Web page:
Sinclair chief to Trump in 2016: 'We are here to deliver your message'

Sinclair chief to Trump in 2016: 'We are here to deliver your message'
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The chairman of Sinclair Broadcast Group reportedly told President TrumpDonald John TrumpTrump nominates ambassador to Turkey Trump heads to Mar-a-Lago after signing bill to avert shutdown CNN, MSNBC to air ad turned down by Fox over Nazi imagery MORE during the 2016 campaign that the company was there "to deliver" his message.

The Guardian reported that David Smith met with Trump after he won the GOP presidential nomination in 2016.

“I asked [Trump], ‘Would you like us to embed with you during your campaign?’,” Smith told the Guardian.

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“And he brought a bunch of people in the room, and he said, ‘Well, whatever’. And I said: ‘We are here to deliver your message. Period.’”

Smith told the Guardian the comments signaled that Trump could be interviewed by Sinclair whenever he wanted — not that the company was biased in his favor.

He added that he made similar comments to former Democratic presidential nominee Hillary ClintonHillary Diane Rodham ClintonOvernight Defense: Trump declares border emergency | .6B in military construction funds to be used for wall | Trump believes Obama would have started war with North Korea | Pentagon delivers aid for Venezuelan migrants Sarah Sanders says she was interviewed by Mueller's office Trump: I believe Obama would have gone to war with North Korea MORE via a letter.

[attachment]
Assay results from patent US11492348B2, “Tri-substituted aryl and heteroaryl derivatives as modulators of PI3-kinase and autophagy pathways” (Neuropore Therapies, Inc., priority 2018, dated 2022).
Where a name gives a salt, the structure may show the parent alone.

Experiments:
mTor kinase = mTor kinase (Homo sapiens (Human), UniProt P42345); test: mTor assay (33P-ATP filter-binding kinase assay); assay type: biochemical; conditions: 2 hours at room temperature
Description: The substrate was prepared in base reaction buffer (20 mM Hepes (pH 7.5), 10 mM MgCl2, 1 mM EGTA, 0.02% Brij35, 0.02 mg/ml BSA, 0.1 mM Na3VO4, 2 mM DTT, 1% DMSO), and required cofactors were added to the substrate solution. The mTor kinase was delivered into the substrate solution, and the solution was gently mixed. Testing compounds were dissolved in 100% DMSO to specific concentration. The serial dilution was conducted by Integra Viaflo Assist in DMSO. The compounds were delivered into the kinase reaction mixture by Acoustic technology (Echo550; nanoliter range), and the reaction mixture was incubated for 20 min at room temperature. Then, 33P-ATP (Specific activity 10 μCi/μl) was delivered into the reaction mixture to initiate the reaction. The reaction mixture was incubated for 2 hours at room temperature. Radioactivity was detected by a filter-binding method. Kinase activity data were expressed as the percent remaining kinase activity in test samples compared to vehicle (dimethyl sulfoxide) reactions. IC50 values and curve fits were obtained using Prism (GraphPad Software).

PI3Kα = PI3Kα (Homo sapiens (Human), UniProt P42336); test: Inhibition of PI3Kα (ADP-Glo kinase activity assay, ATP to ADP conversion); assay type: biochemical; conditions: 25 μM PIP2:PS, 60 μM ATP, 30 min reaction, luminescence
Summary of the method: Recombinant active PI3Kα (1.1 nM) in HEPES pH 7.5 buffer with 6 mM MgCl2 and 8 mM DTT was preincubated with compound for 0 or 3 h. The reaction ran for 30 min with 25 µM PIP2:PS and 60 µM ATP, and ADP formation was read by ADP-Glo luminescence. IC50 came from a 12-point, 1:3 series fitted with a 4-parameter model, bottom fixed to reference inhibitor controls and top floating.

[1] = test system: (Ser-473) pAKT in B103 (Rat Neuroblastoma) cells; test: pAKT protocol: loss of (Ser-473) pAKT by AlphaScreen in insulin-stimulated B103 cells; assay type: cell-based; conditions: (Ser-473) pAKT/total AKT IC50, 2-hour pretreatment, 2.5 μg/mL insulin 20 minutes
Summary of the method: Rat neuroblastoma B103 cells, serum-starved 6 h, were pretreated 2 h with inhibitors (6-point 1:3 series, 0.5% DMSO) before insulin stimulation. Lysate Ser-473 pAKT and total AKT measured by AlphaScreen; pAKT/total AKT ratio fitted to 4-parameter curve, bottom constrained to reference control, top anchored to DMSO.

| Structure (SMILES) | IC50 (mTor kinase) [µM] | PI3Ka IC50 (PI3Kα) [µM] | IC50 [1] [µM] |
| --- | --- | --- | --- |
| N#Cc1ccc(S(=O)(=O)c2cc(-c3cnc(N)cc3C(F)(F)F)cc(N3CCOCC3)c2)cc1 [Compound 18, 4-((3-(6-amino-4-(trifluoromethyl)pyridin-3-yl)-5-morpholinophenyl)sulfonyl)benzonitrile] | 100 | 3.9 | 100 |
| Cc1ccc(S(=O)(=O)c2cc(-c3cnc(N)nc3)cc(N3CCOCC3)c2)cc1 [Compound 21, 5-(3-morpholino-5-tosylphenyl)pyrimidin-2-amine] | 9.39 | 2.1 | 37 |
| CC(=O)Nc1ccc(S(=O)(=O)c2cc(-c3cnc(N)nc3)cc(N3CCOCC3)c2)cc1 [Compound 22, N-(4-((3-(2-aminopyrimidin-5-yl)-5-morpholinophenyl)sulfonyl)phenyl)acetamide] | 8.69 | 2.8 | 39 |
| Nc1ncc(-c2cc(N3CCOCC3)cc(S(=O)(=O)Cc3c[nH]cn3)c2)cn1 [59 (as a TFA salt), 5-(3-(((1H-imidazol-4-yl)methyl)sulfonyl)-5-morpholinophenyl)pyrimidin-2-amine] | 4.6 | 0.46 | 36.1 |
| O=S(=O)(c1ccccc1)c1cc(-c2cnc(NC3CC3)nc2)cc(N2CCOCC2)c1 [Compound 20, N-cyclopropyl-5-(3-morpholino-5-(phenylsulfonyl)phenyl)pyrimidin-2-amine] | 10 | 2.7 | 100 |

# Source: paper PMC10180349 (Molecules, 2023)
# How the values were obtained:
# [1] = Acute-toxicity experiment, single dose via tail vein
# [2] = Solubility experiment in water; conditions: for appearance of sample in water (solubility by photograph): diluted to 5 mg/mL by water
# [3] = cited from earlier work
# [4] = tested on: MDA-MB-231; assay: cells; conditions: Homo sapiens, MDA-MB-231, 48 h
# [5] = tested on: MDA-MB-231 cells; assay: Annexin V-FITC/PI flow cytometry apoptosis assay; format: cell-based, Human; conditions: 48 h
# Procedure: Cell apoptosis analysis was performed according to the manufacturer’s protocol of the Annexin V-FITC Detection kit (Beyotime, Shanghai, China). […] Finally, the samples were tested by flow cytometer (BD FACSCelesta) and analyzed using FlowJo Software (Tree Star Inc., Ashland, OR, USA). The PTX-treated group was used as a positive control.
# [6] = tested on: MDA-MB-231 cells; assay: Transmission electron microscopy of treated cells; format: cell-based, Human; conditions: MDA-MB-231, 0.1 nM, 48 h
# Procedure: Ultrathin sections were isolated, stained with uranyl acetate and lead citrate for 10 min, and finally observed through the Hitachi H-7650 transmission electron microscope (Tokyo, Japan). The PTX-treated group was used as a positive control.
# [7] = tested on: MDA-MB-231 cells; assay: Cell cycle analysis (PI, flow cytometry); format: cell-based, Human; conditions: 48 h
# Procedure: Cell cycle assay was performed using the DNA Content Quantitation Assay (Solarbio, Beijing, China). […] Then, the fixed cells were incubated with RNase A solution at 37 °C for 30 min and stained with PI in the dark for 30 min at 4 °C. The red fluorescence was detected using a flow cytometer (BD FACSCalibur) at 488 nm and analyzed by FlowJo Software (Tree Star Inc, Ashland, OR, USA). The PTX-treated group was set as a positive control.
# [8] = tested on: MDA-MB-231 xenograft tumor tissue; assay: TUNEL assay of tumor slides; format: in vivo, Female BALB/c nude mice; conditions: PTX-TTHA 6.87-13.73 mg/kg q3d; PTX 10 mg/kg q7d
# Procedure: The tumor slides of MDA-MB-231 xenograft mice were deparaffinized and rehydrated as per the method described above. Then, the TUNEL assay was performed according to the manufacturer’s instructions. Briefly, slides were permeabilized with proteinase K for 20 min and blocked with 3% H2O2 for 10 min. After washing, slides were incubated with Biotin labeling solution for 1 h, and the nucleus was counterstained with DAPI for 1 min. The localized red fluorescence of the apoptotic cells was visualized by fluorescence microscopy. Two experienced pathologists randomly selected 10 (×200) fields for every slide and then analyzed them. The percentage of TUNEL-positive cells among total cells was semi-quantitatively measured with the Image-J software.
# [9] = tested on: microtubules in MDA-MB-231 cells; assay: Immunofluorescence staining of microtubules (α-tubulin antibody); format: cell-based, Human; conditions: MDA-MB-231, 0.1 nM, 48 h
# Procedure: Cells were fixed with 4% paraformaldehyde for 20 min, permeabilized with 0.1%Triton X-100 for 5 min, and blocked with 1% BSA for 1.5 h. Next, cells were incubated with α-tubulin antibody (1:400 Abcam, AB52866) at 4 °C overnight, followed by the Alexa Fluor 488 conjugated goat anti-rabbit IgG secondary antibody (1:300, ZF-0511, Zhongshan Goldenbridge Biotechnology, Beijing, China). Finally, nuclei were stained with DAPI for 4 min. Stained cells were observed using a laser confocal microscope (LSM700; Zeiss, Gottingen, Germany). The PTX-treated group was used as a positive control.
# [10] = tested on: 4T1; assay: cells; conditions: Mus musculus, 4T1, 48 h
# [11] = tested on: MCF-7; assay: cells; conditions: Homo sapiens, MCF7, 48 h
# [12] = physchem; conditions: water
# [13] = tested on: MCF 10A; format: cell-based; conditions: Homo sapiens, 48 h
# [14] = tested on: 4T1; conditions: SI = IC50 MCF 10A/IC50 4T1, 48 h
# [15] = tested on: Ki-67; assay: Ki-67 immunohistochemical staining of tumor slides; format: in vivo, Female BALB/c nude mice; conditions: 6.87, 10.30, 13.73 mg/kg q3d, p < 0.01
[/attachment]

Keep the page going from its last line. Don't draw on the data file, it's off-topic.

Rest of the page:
“What I get out of it is access to a guy who’s running for president,” Smith said.

“Or a guy who’s running for U.S. senator, or governor, or anything else. As any other news organization does. You want to be on TV? Sure, we’d like to have you on TV.”

Smith has met with Trump at the White House as part of an effort to discuss a product that would give authorities the ability to broadcast directly to peoples' phones.

Sinclair has been facing criticism in recent days after Deadspin compiled clips of network anchors across the country reading the same mandated script condemning "fake news" and biased reporting by national news outlets.

Critics have slammed the segment, saying it disparages the media.

Sinclair officials have defended the promo, with an executive saying the decision to air the promo was part of the company's "commitment to our communities." The executive said the promo was "focused on fact-based reporting" and a "well-researched journalistic initiative."

Trump also weighed in on the debate earlier this month, defending Sinclair.

"So funny to watch Fake News Networks, among the most dishonest groups of people I have ever dealt with, criticize Sinclair Broadcasting for being biased. Sinclair is far superior to CNN and even more Fake NBC, which is a total joke," he tweeted.